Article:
Sunday, April 22, 2012

On Every Side by Karen Kingsbury

On Every Side is a story about public rights and freedom of religion.  Jordan is a very angry, young, successful lawyer.  The company that he works for deliberately sets out to squash any sort of public expression of Christianity.  He decides that the next target should be a Jesus statue that is in a public part in a small town.  You know from the get go that there is an underlying reason that he is targeting this particular town and that reason is connected to his own personal biases against Christianity.  It's a matter of reading through the story to find out just what those are and how it all plays out.  As often happens in a Kingsbury book some of the play by play just seems a little too good to be something that would actually ever happen.  But then there is a suspension of disbelief in novels as well as an allusion to "with God all things are possible".  Still, an enjoyable read and an interesting basis for a story, especially considering in the years since she wrote this book how much today's society has hidden away any sort of public testimony.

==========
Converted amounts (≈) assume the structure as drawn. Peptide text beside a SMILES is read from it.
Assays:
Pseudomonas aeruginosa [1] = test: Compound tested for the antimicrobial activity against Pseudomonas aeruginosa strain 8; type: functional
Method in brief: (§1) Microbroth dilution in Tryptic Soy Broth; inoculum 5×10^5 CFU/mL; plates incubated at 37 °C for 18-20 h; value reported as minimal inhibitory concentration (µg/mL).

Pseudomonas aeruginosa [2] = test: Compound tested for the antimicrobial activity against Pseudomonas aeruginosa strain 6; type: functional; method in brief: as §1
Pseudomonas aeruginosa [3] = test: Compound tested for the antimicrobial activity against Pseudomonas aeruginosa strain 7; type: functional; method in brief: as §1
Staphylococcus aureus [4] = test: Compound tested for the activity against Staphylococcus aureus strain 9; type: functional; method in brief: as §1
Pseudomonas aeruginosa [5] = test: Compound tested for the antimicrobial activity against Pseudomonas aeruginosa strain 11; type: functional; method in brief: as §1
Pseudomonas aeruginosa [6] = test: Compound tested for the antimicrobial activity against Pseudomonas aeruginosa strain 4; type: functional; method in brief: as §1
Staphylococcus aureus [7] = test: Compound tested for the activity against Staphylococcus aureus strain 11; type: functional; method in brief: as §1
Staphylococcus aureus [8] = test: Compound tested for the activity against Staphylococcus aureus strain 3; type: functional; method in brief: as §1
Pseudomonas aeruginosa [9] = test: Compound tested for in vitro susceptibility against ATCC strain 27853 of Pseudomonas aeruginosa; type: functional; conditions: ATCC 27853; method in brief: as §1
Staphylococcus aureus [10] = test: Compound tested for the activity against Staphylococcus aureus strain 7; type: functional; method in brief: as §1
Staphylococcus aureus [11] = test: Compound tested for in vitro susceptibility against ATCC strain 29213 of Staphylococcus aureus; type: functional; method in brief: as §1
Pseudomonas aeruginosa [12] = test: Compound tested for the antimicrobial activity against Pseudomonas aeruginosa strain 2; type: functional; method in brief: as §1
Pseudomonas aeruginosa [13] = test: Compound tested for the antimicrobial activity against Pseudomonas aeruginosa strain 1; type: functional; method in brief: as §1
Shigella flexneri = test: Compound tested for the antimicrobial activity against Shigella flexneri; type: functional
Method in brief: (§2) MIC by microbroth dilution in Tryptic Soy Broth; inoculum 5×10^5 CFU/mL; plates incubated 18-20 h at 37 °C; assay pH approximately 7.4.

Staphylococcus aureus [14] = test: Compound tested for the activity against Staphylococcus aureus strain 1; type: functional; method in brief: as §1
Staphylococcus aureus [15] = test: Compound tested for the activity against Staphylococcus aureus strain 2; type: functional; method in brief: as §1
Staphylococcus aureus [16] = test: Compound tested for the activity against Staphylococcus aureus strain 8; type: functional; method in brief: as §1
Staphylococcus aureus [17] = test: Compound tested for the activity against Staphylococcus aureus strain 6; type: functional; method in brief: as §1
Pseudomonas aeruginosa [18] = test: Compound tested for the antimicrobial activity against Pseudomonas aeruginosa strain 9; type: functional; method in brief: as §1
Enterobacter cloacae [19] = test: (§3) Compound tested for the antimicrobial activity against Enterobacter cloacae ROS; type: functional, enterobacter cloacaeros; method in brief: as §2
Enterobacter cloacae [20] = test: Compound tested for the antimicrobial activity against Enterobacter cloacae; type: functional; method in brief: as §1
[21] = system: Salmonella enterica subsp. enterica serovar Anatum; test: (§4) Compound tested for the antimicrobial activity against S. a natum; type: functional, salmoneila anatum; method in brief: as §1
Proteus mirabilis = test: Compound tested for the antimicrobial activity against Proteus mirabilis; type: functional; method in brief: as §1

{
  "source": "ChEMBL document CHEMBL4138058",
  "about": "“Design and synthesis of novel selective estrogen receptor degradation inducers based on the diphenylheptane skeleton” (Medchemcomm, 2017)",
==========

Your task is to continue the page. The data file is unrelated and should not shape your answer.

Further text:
1 comment:

April Maura said...

It was an awesome read, just finished reading it this morning. I couldn't put it down. Maybe unbelievable how the story ended but it gives hope and shows a person being transformed by the power of God. I love Karen's illustration of walls coming down around our heart. It's a good reminder that those walls can be busyness and responsibilities too.